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Five years of depressed Canadian dollar hurts shopping in Grand Forks, but businesses are adjusting, officials say

It's been almost five years since the Canadian dollar has been more valuable than the U.S. dollar, and though shopping from our neighbors to the north has dropped, local leaders and businessmen still feel plenty of Canadians are coming down to Gr...

Chris and Bill Whitney of Winnipeg make a stop at Target in Grand Forks Friday on their way to the airshow in Duluth. They say that they shop less often in Grand Forks mainly due to the exchange rate. They also say they don't let the political situation bother them too much. photo by Eric Hylden/Grand Forks Herald
Chris and Bill Whitney of Winnipeg make a stop at Target in Grand Forks Friday on their way to the airshow in Duluth. They say that they shop less often in Grand Forks mainly due to the exchange rate. They also say they don't let the political situation bother them too much. photo by Eric Hylden/Grand Forks Herald

It's been almost five years since the Canadian dollar has been more valuable than the U.S. dollar, and though shopping from our neighbors to the north has dropped, local leaders and businessmen still feel plenty of Canadians are coming down to Grand Forks.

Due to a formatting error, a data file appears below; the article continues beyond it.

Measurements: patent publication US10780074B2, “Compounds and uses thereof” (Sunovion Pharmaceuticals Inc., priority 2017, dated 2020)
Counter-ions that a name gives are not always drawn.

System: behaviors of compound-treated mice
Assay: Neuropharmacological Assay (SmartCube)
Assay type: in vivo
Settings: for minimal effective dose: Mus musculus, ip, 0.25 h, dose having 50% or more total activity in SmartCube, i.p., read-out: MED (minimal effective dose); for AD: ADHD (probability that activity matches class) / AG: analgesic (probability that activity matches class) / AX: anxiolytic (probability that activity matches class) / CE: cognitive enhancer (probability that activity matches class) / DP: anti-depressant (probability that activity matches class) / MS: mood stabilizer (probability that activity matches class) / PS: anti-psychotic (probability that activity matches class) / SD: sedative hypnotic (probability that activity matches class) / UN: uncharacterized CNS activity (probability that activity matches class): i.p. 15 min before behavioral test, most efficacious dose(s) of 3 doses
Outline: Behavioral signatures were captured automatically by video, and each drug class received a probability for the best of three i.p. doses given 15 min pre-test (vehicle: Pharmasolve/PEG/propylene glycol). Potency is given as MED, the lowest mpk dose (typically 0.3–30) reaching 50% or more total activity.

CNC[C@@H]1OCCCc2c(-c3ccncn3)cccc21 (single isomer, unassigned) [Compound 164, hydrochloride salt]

"This isn't something that is new; the Canadian dollar really hasn't changed that much in the last four years," said Barry Wilfahrt, president and CEO for the Grand Forks East Grand Forks Chamber of Commerce. "A lot of our retail businesses have already found new ways to attract new customers in our market and have adjusted to that."

The Canadian dollar was worth 74 U.S. cents as of Friday afternoon, staying steady in the last year. The Canadian dollar reached a U.S. currency value of $1.02 in September 2012 before continuing a downward dip to below 80 cents by mid-2015.

A survey conducted by the Greater Grand Forks Convention and Visitors Bureau showed the Canadian dollar's value is deterring about 63 percent of the survey-takers from venturing south to Grand Forks.

However, that appears to be on par with previous numbers-the 2016 study said 66 percent of the respondents were less likely to come to Grand Forks because of the Canadian dollar, up from the 2015 survey that showed 63 percent were turned off by the exchange rate.

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In the numbers

Canadian shoppers are an important part of Grand Forks' retail market, said Wade Pearson, president of the Grand Forks-based Home of Economy. It's hard to tell to what extent the exchange rate has impacted the area, but it is noticeable, he said.

"Sometimes you notice the Canadian license plates in the parking lot," Pearson said, adding he noticed the furniture side of the business-Home of Economy houses furniture store The Amish Gallery-has seen a drop in sales since the Canadian dollar fell.

Some stores are impacted more by Canadian stores than others: Wilfahrt said shoppers from the north make up as little as 5 percent of a store's income while others see about 30 percent of their sales coming from Canadians.

Monthly border crossing numbers for the last eight months at the Port of Pembina, N.D., which is about 70 miles north of Grand Forks, have been up and down year over year, but the overall numbers for Fiscal Year 2016 were down from the year before. Roughly 290,000 vehicles-excluding semi traffic-came into the U.S. at the port from Oct. 1, 2015 through Sept. 30, 2016, about a 12.5 percent decrease from Fiscal Year 2015.